During the third trimester, any bleeding, with or without pain, warrants an immediate call to your care provider.

When should I skip calling the doctor and head to the ER?

I’m answering this one from personal experience: When you feel strongly that something isn’t right, it’s better to be safe than sorry. It’s fine to seek immediate medical care if you feel “off.” You’d rather get care you don’t need than need care you don’t get, right?

As far as actual symptoms are concerned, if you are bleeding heavily or in any pain, don’t wait for a call back from your OB. You should never be the one to try to determine how much blood is cause for concern. A doctor should do that. Head to the ER to be safe, and call your regular doctor on the way.

What could be causing my bleeding in pregnancy?

Spotting and light bleeding can have a lot of benign causes. Second and third trimester bleeding can also be signs of early labor. Heavy bleeding could indicate a problem with the placenta.

Placenta previa is the term for a placenta that blocks the cervix. Placental abruption sounds catastrophic, but sometimes it means only a very small piece of the placenta has separated from the uterine lining. Bedrest and time might be all these two conditions need to resolve themselves.

“Placental insufficiency” occurs when the placenta doesn’t develop properly. Placenta accreta is the name for a placenta that implants too deeply in the uterine lining. These conditions can lead to some bleeding, too, usually in the third trimester. The “cure” for these conditions is often delivery.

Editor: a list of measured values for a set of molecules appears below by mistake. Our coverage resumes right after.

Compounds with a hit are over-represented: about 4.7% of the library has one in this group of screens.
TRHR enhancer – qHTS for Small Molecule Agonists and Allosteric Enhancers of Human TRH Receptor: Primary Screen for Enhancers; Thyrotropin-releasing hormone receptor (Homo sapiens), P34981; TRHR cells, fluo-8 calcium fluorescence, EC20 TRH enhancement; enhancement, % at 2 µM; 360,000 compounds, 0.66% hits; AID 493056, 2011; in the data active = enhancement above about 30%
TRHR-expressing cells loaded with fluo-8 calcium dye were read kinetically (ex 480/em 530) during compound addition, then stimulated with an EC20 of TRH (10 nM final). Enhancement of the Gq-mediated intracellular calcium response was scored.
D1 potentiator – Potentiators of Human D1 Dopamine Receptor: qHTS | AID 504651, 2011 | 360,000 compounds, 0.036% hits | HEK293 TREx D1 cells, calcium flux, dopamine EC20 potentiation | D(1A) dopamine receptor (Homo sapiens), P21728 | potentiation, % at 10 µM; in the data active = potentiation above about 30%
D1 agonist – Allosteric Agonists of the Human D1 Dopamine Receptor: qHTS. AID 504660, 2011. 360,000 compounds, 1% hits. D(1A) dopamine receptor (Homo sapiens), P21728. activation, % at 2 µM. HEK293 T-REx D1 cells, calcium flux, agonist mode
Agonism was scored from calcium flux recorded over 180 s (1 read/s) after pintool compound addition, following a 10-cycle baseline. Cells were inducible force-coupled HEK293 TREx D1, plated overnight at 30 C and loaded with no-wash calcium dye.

As scary as all of these placenta issues sound, they are not always disastrous. Your doctor can help you determine how concerned you should be.

Science has given us a lot of options. Many times, even when you see blood, you have every reason to continue to hope.

According to Dr. Spencer, “Management depends on several factors such as the gestational age and fetal status, cause, and severity of bleeding as well. Bedrest, blood transfusions and hospitalization are the mainstay for treatment.”

When should I panic?


But take it from me and my anxiety disorder: I know this is almost impossible. If you are going to panic anyway, try to do it while you focus on taking some deep breaths and getting medical attention.

Mid-pregnancy bleeding is not always a sign of a catastrophe. You might be just fine. It’s important to keep that in mind while you’re waiting for answers.

“Not all bleeding results in terrible endings,” assures Dr. Spencer. “The risk depends on the amount of bleeding as well as the cause. The heavier the bleeding, the more likely the adverse outcome.”

Since second trimester bleeding can have some serious causes, such as a problem with the cervix, premature labor or an issue with the placenta, it’s important to take it seriously. Don’t allow anyone to downplay your symptoms. You have the right to adequate medical care, and if you feel something isn’t right, don’t stop asking for answers until you have them.

Any time you see blood while you’re carrying a baby you desperately want, it’s normal to be alarmed. While bleeding can be a sign of a serious complication, it can also be a signal that your body or your baby just need some attention. Your OB can help you figure out the source of the bleeding and your best course of action. If you see red blood, don’t lose hope for a healthy pregnancy and baby. Just call your doctor and ask how you should proceed.

Dr. Spencer reminds us, “Patients should keep their providers abreast of any bleeding and severity of bleeding. Try not to panic, as most causes are not disastrous.”

Even if you see blood, there’s a pretty good chance you and your baby are both just fine.

This article was originally published on